In the latest edition of Off the Handle, Artspace's resident advice columnist and Director of Gallery and Institutional Partnerships Patton Hindle provides some words of wisdom on avoiding fair fatigue, forging a career in the arts, and more.
Have something else you want (or need) to ask Patton? Send her a note at email@example.com.
Everyone's always talking about art collectors, which makes me wonder: I have a painting in my living room that I got from a college friend, a few prints that I've picked up over the years, and a photograph that I won in a raffle once. Am I an art collector? What is the magical point where one goes beyond having art to being a collector?—Aspiring Packrat, Los Angeles, CA
It’s funny, I think if you work in the art world you shy away from calling yourself an art collector despite the fact that you likely regularly acquire work. There’s something that feels loaded about calling yourself a collector, which I think is what you’re commenting on here. We, in the biz, have this notion that to be an art collector it means you’re dedicating significant time, funds, and truly your life to supporting the arts. Speaking personally, I have come around to the idea that I am, in fact, an art collector—I spend my time, energy, and funds in the arts.
But, let’s break this down: the definition of collecting is getting similar things and bring them together as a hobby. To this end, I would ask, are you acquiring/accumulating works as a hobby? If so, sure, you’re an art collector. Of course, there are degrees to this term, supporting the arts within your own means is what’s most compelling.
I want a career in the arts but don't want to be an institutional curator (or spend the money to get the degree) and I don't want to do sales—what's left?—Contemplating Contemporary, Chicago, IL
When I finished university, I looked at a career in the arts with a very similar lens—it seemed there were only two “types” of roles. But, there is great news! If sales don’t strike your fancy and an extra degree seems out of reach, there are plenty of other areas in which you can make your start. A certainly incomplete list includes: project manager for arts organizations, nonprofit development, registrar/logistics controller, exhibition designer, art journalist (!), PR account manager, appraiser, event producer, studio manager, and gallery artist liaison.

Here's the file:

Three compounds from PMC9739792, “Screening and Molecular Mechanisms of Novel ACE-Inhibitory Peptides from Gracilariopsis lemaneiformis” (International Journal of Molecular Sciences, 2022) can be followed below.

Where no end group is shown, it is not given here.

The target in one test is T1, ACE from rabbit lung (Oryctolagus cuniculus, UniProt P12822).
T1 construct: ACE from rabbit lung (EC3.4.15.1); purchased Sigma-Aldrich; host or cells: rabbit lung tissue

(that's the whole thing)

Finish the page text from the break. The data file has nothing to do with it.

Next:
While this is an impressive list, it is worth noting that many of these roles overlap and you’ll likely dabble in several over the course of your career, especially if you work in a small business like a gallery.
I’m opening a gallery in London and realize that fairs will be a necessary part of my business. It feels like there is nearly one every week of the year! How many should I aim to be doing?—Trade Trainee, London, UK
Great timing, coming off of a major fair week here, I’m certainly feeling fair fatigue. (Full disclosure: I attend 10-20 fairs a year, but visiting is very different than exhibiting.) In my gallery days, we participated in five fairs a year with a small gallery staff of three people. In all honesty, it was very taxing; however, it helped the business grow in a significant way and connected us and our artists to collectors, dealers, and curators we might not have met if we just stayed put in New York.
There are many factors to consider when looking into fairs. First, be choosy about which ones you apply to and be prepared, especially in your early days, to not get in. But keep sending in those applications to the right ones and as your programming develops hopefully it will pay off. It’s worth visiting a few to understand if your gallery is the right fit and, further, if you have an artist who makes the most sense for the audience. Also, speak to your fellow dealers—they’ll likely have good insight.
Second, be fully aware of the costs involved in participating. Fairs are a significant financial risk in the early days of a gallery. This is, in part, why it’s worth selecting the right fairs. Costs are not always financial, too. Keep in mind the size of your staff and what is mentally and physically sustainable for you and them. Finally, the location of the gallery and volume of your foot traffic may dictate how many fairs you need to do to sustain the business.
How do I know whether something is “good?”—Quality Control, Berlin, Germany
Is it red? Is it shiny? Have you seen it in your Instagram feed more than 15 times? Then it’s probably not good.
Kidding aside, taste is individual. Like what you like and be open to changing your mind, too. I recently saw a museum exhibition that completely flipped my mindset (to the positive) on a painter, and I’ve seen a lot of their work before. Like most things, what you appreciate will change and develop. The best way to know what is “good” for you is to look, look, look.